Part of the show Brainwashing and the Science of Pain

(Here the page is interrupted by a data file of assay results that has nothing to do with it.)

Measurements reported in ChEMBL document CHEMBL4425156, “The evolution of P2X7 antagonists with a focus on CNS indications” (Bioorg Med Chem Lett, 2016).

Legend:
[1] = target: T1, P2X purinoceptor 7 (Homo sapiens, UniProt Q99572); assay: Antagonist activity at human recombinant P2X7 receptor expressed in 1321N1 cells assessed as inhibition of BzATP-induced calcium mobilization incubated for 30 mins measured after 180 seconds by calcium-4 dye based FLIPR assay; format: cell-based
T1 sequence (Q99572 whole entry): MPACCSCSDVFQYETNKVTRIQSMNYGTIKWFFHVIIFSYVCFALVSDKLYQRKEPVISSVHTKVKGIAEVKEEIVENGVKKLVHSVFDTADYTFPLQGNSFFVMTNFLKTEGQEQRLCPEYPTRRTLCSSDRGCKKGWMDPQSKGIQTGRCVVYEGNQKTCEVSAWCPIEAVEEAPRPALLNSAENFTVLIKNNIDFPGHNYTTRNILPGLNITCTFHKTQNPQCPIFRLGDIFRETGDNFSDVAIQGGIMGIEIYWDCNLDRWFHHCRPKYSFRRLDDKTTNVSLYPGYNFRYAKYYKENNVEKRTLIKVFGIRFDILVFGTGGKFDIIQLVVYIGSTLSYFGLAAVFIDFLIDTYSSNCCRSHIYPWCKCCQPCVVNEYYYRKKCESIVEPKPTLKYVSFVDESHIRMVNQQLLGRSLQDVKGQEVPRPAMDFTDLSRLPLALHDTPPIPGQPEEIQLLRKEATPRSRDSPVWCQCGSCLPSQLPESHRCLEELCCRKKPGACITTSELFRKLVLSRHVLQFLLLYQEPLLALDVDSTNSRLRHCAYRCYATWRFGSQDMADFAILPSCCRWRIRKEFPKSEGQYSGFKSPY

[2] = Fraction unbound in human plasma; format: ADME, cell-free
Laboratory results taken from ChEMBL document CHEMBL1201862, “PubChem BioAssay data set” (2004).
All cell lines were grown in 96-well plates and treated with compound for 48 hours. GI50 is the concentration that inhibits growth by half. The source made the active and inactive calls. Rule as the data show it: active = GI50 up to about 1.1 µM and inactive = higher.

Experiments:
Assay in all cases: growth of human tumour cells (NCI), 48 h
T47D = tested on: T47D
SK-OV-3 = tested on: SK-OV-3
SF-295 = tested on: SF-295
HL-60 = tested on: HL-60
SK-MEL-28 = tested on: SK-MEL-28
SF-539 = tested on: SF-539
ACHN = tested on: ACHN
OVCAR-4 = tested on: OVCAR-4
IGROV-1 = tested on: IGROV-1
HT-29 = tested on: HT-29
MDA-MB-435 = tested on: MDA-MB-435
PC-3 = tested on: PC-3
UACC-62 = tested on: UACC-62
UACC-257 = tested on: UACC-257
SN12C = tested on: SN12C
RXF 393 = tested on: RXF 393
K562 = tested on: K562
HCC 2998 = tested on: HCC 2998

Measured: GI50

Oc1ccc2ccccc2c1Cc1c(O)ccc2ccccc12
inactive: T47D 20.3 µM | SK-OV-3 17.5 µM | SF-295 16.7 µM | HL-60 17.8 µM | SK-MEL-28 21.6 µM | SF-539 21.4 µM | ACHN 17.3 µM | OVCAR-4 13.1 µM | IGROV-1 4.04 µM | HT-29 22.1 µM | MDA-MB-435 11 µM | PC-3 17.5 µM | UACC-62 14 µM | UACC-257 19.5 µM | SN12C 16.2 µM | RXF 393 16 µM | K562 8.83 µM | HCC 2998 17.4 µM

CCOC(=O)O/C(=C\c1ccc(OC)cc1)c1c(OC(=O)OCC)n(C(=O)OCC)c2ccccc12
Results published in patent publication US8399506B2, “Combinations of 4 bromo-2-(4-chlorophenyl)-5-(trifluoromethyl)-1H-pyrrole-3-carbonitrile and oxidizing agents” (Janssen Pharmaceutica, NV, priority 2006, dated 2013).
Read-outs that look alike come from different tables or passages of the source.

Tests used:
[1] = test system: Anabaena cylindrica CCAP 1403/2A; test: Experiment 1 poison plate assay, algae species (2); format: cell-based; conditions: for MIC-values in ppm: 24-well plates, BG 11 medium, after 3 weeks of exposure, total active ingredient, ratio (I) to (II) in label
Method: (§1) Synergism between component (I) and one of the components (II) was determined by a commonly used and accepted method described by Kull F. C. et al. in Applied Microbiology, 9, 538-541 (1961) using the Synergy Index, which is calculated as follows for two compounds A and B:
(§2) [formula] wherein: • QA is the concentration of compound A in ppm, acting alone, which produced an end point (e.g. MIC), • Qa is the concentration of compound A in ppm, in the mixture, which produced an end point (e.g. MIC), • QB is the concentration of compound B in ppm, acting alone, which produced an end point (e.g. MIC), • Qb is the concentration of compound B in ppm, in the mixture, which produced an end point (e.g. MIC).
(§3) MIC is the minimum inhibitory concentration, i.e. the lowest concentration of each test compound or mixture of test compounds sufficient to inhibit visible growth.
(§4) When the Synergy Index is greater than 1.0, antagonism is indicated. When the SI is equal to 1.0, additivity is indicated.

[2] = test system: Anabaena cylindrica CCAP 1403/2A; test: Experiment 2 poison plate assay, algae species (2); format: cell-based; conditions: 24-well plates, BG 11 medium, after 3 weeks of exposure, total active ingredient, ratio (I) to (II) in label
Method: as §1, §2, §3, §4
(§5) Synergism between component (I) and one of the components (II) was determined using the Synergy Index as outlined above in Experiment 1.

Researchers at the Massachusetts Insitute of Technology (MIT) Media Lab are developing a mobile boredom detector designed to clip onto a pair of glasses and warn the wearer if they are annoying, or even boring the pants off the people they meet. The device is the brain child of MIT's Rana El Kaliouby and she hopes it will make life easier for people with autism who have trouble interpreting the body language of others. It works by relaying images of the facial expressions made by people chatting to the wearer to a handheld computer which analyses the pictures and picks out how the individual is responding to the conversation. Specifically the software focuses on movements of the eyebrows, lips and nose and also tracks nods and shakes of the head, and head tilting, changes in which can be boredom or mood-giveaways. If it spots any of these, the handheld computer vibrates alerting the user to change tack, or draw the conversation to a close. The researchers trained the computer by showing it over 100 eight-second video clips of actors displaying specific emotions. Now, when presented with prevously unseen video clips, the system correctly predict peoples' emotions 90% of the time when analysing actors, and 64% of the time when looking at shots of ordinary people. They're now training their software with footage from movies and webcams, and working on a way to shrink the camera and the handheld computer to a comfortable size.